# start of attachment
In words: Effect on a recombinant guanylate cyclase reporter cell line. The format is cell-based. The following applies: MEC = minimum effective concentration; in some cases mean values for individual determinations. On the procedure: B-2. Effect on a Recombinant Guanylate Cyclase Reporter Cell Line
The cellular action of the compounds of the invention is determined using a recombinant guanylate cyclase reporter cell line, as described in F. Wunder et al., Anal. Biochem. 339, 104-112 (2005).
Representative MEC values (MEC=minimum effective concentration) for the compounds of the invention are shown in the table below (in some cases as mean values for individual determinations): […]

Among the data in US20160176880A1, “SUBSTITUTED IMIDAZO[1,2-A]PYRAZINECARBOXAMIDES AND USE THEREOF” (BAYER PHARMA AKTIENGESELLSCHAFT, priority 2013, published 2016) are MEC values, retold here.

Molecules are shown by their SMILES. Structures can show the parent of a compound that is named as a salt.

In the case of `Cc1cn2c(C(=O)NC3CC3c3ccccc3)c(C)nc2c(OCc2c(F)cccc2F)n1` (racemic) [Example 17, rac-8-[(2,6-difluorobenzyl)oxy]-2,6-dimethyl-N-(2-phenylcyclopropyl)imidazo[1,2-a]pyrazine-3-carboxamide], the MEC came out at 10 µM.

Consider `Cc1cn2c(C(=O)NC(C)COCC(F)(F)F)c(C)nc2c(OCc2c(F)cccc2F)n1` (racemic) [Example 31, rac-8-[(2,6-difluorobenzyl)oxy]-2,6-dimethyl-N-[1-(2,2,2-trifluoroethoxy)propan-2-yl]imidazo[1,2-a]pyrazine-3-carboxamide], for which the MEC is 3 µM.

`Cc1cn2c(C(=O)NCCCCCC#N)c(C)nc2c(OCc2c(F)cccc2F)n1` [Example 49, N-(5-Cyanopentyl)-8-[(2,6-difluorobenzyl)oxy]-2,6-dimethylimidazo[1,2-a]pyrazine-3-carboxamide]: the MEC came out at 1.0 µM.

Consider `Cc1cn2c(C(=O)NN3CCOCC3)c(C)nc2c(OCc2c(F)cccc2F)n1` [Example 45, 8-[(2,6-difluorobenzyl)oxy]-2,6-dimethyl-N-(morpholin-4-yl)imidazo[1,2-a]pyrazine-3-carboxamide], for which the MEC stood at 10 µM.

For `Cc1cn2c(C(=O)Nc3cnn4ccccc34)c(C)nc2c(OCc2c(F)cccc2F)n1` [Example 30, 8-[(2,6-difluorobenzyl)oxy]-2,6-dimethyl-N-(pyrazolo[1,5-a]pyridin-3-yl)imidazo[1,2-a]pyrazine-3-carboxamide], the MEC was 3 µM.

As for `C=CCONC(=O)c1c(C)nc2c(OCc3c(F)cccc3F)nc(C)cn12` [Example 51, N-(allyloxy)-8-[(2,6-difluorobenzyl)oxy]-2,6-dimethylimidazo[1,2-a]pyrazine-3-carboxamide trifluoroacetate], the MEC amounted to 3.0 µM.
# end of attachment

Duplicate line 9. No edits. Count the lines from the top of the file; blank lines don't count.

Consider `Cc1cn2c(C(=O)NN3CCOCC3)c(C)nc2c(OCc2c(F)cccc2F)n1` [Example 45, 8-[(2,6-difluorobenzyl)oxy]-2,6-dimethyl-N-(morpholin-4-yl)imidazo[1,2-a]pyrazine-3-carboxamide], for which the MEC stood at 10 µM.